When applied to God, the term Elyon, meaning “Highest” or “Exalted One,” emphasizes that God is the highest in every realm of life. In the New Testament, Jesus is known as the Son of the Most High while the Holy Spirit is the power of the Most High. All who belong to Christ are revealed as sons and daughters of the Most High by imitating the Father in heaven. When you praise the Most High, you are worshiping the One whose power, mercy, and sovereignty cannot be matched.
When that period was over, I, Nebuchadnezzar, lifted my eyes to heaven, and my reason returned to me. I blessed the Most High, and praised and honored the one who lives forever. For his sovereignty is an everlasting sovereignty, and his kingdom endures from generation to generation. (Daniel 4:34 NRSV)
PRAYING THE NAME
Do not be afraid, Mary, you have found favor with God.You will be with child and give birth to a son, and you are to give him the name Jesus. He will be great and will be called the Son of the Most High. (Luke 1:30-32)
The Son is the radiance of God’s glory and the exact representation of his being, sustaining all things by his powerful word.After he had provided purification for sins, he sat down at the right hand of the Majesty in heaven. So he became as much superior to the angels as the name he has inherited is superior to theirs. (Hebrew 1:3-4)
Praise God: Because he reigns above all.
Offer Thanks: That your life is hidden in Christ.
Confess: Any tendency to live as though there’s no such place as heaven.
Ask God: To help you set your heart on the things that are above, where Christ is.
Several years ago, a book titled All I Really Need to Know I Learned in Kindergarten stormed the bestseller lists. But ever since my eldest entered elementary school, I have had the opposite experience. Take first-grade science. I don’t remember studying the solar system in grade school, let alone in first grade. But then again we didn’t have stunning photographs from the Hubble Telescope to pique our curiosity. Still, it’s embarrassing to hear yourself saying, “I didn’t know that!” every time your six-year-old comes out with statements like, “Mom, did you know that outer space starts sixty miles above the earth?” Or, “Did you know that the sun is so high it would take a car 177 years to reach it going sixty miles an hour?” Or, “Did you know that Pluto is almost three billion miles away?”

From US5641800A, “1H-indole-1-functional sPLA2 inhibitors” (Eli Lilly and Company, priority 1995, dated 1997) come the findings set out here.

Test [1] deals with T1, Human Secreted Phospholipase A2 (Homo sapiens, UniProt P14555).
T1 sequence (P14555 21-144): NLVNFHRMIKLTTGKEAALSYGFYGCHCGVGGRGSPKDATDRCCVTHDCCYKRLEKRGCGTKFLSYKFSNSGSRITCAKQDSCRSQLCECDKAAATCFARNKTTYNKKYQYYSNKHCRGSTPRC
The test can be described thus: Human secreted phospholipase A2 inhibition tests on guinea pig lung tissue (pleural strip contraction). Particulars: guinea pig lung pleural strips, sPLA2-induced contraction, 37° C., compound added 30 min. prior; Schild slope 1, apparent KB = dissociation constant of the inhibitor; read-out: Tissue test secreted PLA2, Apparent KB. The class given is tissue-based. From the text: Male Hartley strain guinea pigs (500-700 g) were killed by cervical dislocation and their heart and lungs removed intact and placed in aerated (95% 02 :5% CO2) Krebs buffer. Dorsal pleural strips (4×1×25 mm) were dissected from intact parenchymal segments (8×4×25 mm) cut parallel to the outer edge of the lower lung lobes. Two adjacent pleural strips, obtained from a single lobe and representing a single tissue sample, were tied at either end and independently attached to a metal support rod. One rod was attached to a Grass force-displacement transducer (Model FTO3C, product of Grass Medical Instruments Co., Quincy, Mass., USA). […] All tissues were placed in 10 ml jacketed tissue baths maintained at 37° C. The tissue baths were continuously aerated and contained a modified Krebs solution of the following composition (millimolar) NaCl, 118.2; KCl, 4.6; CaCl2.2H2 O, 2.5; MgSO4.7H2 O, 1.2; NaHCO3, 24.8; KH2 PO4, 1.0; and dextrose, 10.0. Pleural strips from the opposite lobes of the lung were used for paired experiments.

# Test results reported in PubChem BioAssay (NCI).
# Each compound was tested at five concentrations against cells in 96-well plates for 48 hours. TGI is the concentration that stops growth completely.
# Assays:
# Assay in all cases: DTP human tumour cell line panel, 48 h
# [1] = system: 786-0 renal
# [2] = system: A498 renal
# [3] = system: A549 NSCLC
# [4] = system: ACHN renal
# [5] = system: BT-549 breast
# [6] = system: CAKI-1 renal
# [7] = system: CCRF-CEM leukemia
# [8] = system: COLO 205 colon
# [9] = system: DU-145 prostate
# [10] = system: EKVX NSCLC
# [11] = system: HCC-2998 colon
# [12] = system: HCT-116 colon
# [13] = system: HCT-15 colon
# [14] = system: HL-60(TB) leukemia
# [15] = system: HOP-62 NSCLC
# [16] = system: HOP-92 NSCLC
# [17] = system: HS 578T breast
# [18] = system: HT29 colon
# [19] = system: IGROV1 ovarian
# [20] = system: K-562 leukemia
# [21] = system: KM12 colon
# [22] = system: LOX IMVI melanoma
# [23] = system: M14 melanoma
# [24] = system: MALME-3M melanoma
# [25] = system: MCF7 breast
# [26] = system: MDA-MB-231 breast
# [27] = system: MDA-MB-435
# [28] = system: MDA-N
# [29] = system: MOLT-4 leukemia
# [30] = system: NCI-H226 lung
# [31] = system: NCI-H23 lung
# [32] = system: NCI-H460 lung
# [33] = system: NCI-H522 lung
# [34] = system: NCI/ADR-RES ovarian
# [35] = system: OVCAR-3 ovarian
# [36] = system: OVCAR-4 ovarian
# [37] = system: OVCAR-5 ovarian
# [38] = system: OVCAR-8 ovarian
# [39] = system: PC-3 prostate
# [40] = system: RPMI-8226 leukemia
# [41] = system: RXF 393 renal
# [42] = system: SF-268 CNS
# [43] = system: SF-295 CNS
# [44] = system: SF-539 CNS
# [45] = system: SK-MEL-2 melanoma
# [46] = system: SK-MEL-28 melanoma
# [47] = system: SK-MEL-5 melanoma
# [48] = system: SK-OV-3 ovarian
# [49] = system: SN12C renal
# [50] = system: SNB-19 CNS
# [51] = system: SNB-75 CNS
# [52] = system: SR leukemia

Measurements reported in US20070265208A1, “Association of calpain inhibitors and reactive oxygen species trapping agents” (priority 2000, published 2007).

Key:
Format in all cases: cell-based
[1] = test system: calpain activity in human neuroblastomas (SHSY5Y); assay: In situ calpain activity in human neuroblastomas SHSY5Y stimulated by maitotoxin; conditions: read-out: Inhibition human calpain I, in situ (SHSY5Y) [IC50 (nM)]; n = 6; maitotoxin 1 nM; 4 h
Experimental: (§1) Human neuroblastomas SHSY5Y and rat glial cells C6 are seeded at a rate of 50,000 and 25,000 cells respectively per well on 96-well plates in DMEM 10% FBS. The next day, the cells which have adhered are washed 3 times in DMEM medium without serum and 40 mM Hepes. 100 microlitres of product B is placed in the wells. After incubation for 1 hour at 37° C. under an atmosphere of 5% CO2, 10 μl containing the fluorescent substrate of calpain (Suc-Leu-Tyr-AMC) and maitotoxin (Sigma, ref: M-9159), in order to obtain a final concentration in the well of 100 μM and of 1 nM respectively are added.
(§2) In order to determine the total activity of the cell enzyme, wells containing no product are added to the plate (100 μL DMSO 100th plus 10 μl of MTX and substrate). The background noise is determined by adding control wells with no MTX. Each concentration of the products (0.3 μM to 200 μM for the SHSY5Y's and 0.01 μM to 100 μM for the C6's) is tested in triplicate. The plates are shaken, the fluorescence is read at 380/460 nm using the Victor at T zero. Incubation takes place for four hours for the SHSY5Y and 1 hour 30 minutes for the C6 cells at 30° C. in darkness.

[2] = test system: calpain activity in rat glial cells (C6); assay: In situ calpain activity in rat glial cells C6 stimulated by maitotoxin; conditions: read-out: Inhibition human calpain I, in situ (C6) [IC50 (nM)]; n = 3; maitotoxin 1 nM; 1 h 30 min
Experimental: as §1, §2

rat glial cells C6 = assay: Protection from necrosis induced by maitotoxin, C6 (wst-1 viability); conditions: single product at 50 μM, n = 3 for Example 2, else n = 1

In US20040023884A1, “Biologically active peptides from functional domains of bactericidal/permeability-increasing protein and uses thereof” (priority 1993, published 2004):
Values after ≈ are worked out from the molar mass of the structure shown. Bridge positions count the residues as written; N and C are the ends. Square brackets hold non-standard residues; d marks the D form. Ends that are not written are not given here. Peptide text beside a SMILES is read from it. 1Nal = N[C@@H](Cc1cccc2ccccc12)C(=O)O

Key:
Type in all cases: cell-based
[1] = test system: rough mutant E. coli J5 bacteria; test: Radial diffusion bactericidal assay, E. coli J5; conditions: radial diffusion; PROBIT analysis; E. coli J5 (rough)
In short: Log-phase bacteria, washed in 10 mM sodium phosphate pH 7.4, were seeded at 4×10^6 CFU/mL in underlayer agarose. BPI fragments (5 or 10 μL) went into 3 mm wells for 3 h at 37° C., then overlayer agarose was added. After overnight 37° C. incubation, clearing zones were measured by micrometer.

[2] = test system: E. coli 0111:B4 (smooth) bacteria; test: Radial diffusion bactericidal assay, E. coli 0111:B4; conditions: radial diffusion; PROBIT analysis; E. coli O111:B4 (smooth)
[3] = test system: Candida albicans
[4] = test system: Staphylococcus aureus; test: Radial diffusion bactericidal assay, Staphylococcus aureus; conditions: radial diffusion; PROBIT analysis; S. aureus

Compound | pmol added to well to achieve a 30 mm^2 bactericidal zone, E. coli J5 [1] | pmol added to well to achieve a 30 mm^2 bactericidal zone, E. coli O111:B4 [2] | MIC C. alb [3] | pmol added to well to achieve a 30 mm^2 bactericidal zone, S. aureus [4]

“No, I humbly confess, I didn’t know that.”
But when it comes to celestial measurements, I do know one thing. Jesus—the radiance of God’s glory and the exact representation of his being—is immeasurably higher than anything or anyone in this vast and beautiful universe.
Scripture tells us that after the resurrection, the Lord spent forty days on earth. When it was time to leave, he ascended to a place that is higher by far than any we can imagine. Did you know that when Jesus rose from the Mount of Olives, he didn’t leave his human nature behind but instead took it straight up to heaven? John Chrysostom, the famous golden-mouthed preacher, says that angels looked on at the Ascension because they wanted “to see the unheard of spectacle of man appearing in heaven.” He went on to say: Today we are raised up into heaven, we who seemed even unworthy of earth. We are exalted above the heavens; we arrive at the kingly throne. . . . Was it not enough to be elevated above the heavens? Was not such a glory beyond all expression? But He rose above the angels, He passed the Cherubim, He went higher than the Seraphim, He bypassed the Thrones, He did not stop until He arrived at the very throne of God.
Jesus, the Son of the Most High, reigning in heaven, remains both human and divine. Knowing this, let us cherish the words of Paul: “Since, then, you have been raised with Christ, set your hearts on things above, where Christ is seated at the right hand of God. Set your minds on things above, not on earthly things. For you died, and your life is now hidden with Christ in God. When Christ, who is your life, appears, then you also will appear with him in glory” (Colossians 3:1-4).